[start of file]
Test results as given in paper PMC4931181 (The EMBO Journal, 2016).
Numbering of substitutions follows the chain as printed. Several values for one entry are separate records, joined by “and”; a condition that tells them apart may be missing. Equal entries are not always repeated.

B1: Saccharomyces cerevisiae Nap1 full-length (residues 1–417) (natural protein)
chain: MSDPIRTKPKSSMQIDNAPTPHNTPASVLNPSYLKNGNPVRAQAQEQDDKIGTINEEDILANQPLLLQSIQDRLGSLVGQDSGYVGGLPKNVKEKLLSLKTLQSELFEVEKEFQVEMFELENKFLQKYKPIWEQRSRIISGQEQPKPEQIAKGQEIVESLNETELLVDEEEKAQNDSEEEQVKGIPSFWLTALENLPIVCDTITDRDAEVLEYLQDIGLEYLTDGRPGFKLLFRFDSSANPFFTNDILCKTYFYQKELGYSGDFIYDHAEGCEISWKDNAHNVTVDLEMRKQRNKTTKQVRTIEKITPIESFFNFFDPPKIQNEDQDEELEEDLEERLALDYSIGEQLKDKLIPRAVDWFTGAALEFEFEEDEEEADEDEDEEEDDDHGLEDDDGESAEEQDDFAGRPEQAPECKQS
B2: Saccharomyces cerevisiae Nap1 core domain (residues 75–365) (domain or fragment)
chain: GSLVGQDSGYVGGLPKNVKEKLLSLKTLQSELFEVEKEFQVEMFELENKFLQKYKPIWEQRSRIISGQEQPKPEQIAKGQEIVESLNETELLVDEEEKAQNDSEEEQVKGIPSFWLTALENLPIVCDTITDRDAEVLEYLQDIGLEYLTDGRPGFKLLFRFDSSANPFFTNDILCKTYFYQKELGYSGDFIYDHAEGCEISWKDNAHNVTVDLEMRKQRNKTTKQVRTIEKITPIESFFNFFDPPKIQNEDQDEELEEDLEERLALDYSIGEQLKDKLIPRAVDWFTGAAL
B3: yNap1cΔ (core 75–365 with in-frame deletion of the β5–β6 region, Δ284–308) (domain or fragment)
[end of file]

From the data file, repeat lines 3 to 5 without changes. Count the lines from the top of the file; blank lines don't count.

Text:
B1: Saccharomyces cerevisiae Nap1 full-length (residues 1–417) (natural protein)
chain: MSDPIRTKPKSSMQIDNAPTPHNTPASVLNPSYLKNGNPVRAQAQEQDDKIGTINEEDILANQPLLLQSIQDRLGSLVGQDSGYVGGLPKNVKEKLLSLKTLQSELFEVEKEFQVEMFELENKFLQKYKPIWEQRSRIISGQEQPKPEQIAKGQEIVESLNETELLVDEEEKAQNDSEEEQVKGIPSFWLTALENLPIVCDTITDRDAEVLEYLQDIGLEYLTDGRPGFKLLFRFDSSANPFFTNDILCKTYFYQKELGYSGDFIYDHAEGCEISWKDNAHNVTVDLEMRKQRNKTTKQVRTIEKITPIESFFNFFDPPKIQNEDQDEELEEDLEERLALDYSIGEQLKDKLIPRAVDWFTGAALEFEFEEDEEEADEDEDEEEDDDHGLEDDDGESAEEQDDFAGRPEQAPECKQS
B2: Saccharomyces cerevisiae Nap1 core domain (residues 75–365) (domain or fragment)